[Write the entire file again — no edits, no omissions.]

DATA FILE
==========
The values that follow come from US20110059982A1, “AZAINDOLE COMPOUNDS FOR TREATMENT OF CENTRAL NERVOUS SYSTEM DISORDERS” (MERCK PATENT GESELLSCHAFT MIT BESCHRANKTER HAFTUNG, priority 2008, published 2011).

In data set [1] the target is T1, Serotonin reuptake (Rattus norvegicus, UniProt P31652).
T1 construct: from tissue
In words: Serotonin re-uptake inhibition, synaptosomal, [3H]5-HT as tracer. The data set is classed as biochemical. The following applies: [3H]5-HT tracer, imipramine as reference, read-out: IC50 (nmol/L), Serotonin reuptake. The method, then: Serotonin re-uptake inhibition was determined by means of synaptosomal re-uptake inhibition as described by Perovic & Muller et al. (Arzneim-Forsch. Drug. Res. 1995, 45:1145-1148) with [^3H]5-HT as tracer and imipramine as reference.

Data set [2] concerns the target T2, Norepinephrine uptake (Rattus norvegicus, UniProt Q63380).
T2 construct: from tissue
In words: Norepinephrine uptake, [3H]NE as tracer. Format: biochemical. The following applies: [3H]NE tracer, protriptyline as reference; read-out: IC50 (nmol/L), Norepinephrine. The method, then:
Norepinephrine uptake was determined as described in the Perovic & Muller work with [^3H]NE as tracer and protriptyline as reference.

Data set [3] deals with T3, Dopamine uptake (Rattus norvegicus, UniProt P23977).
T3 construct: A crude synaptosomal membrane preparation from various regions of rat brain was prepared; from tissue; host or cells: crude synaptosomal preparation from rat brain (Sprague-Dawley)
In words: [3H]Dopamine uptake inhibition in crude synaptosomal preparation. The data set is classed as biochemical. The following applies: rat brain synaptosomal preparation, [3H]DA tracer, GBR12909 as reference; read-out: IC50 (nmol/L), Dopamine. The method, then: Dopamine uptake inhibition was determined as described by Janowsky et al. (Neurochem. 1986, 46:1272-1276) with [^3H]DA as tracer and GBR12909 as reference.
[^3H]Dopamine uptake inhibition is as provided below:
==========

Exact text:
The values that follow come from US20110059982A1, “AZAINDOLE COMPOUNDS FOR TREATMENT OF CENTRAL NERVOUS SYSTEM DISORDERS” (MERCK PATENT GESELLSCHAFT MIT BESCHRANKTER HAFTUNG, priority 2008, published 2011).

In data set [1] the target is T1, Serotonin reuptake (Rattus norvegicus, UniProt P31652).
T1 construct: from tissue
In words: Serotonin re-uptake inhibition, synaptosomal, [3H]5-HT as tracer. The data set is classed as biochemical. The following applies: [3H]5-HT tracer, imipramine as reference, read-out: IC50 (nmol/L), Serotonin reuptake. The method, then: Serotonin re-uptake inhibition was determined by means of synaptosomal re-uptake inhibition as described by Perovic & Muller et al. (Arzneim-Forsch. Drug. Res. 1995, 45:1145-1148) with [^3H]5-HT as tracer and imipramine as reference.

Data set [2] concerns the target T2, Norepinephrine uptake (Rattus norvegicus, UniProt Q63380).
T2 construct: from tissue
In words: Norepinephrine uptake, [3H]NE as tracer. Format: biochemical. The following applies: [3H]NE tracer, protriptyline as reference; read-out: IC50 (nmol/L), Norepinephrine. The method, then:
Norepinephrine uptake was determined as described in the Perovic & Muller work with [^3H]NE as tracer and protriptyline as reference.

Data set [3] deals with T3, Dopamine uptake (Rattus norvegicus, UniProt P23977).
T3 construct: A crude synaptosomal membrane preparation from various regions of rat brain was prepared; from tissue; host or cells: crude synaptosomal preparation from rat brain (Sprague-Dawley)
In words: [3H]Dopamine uptake inhibition in crude synaptosomal preparation. The data set is classed as biochemical. The following applies: rat brain synaptosomal preparation, [3H]DA tracer, GBR12909 as reference; read-out: IC50 (nmol/L), Dopamine. The method, then: Dopamine uptake inhibition was determined as described by Janowsky et al. (Neurochem. 1986, 46:1272-1276) with [^3H]DA as tracer and GBR12909 as reference.
[^3H]Dopamine uptake inhibition is as provided below: